By Patricia Zengerle
WASHINGTON (Reuters) - The U.S. Senate delivered a rare double rebuke to President Donald Trump on Saudi Arabia on Thursday, voting to end U.S. military support for the war in Yemen and blame the Saudi crown prince for the murder of journalist Jamal Khashoggi.
The votes were largely symbolic because to become law the resolutions would have to pass the House of Representatives, whose Republican leaders have blocked any legislation intended to rebuke the Saudis.
In a historic move, Senators voted 56-41 to end U.S. military support for the Saudi Arabian-led campaign in Yemen.
It was the first time either chamber of Congress had backed a move to withdraw U.S. forces from a foreign military engagement under the War Powers Act.
That law, passed in 1973 during the Vietnam War, limits the president's ability to commit U.S. forces to potential hostilities without congressional approval.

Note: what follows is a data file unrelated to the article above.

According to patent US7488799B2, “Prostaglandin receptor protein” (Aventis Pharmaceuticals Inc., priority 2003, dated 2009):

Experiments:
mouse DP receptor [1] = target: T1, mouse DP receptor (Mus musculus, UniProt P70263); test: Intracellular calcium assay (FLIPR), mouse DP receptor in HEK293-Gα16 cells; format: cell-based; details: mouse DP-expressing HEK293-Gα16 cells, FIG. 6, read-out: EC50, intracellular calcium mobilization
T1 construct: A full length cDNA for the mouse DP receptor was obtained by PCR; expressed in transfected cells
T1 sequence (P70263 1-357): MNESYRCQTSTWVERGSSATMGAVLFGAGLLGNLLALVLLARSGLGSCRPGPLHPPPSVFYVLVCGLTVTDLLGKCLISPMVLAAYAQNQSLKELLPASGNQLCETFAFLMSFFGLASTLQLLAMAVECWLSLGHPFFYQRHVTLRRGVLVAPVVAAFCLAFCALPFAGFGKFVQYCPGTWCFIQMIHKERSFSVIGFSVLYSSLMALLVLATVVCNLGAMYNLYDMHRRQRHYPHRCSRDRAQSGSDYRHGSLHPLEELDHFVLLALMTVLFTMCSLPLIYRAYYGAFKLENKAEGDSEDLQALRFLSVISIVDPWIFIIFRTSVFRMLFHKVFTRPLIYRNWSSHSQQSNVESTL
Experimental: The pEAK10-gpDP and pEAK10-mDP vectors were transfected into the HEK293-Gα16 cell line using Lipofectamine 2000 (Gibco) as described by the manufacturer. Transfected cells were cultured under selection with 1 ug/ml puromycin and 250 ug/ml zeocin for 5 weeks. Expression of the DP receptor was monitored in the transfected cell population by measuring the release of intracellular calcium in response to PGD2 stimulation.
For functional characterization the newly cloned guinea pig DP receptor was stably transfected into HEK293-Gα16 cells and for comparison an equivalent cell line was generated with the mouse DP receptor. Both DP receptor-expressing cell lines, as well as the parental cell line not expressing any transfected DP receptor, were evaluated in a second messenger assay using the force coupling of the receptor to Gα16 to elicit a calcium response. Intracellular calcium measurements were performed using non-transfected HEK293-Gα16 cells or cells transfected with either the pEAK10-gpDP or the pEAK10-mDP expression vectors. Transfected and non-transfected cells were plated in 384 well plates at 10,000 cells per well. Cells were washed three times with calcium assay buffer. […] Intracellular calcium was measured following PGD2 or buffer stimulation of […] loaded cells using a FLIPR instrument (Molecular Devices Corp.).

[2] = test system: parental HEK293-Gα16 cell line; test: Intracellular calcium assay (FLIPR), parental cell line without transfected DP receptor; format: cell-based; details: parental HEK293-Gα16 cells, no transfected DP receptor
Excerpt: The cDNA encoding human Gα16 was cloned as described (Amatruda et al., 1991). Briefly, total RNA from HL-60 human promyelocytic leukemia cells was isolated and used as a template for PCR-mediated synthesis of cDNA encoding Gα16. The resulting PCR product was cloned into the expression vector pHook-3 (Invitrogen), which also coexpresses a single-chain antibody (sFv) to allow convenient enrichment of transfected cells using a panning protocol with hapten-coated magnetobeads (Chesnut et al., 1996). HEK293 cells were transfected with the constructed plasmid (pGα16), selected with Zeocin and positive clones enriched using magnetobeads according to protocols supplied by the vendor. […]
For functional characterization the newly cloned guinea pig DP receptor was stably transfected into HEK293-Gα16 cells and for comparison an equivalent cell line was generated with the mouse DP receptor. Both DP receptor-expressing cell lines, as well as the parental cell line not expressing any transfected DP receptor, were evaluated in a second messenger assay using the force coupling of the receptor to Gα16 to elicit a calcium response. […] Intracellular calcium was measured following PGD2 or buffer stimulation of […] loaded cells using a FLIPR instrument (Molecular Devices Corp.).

Seven of Trump's fellow Republicans joined Senate Democrats to back the measure.
Immediately after the Yemen vote, the Senate unanimously passed a resolution blaming Saudi Crown Prince Mohammed bin Salman for Khashoggi's murder and insisting that Saudi Arabia hold accountable anyone responsible for his death.
Trump has said he wants Washington to stand by the Saudi government, and the prince. He promised to veto the war powers resolution.
But backers of the resolution and of action against the Saudis, including some of Trump's fellow Republicans, promised to press ahead.
(Reporting by Patricia Zengerle, additional reporting by Richard Cowan; Editing by Grant McCool and Alistair Bell)
This story has not been edited by Firstpost staff and is generated by auto-feed.
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Updated Date: Dec 14, 2018 04:05:31 IST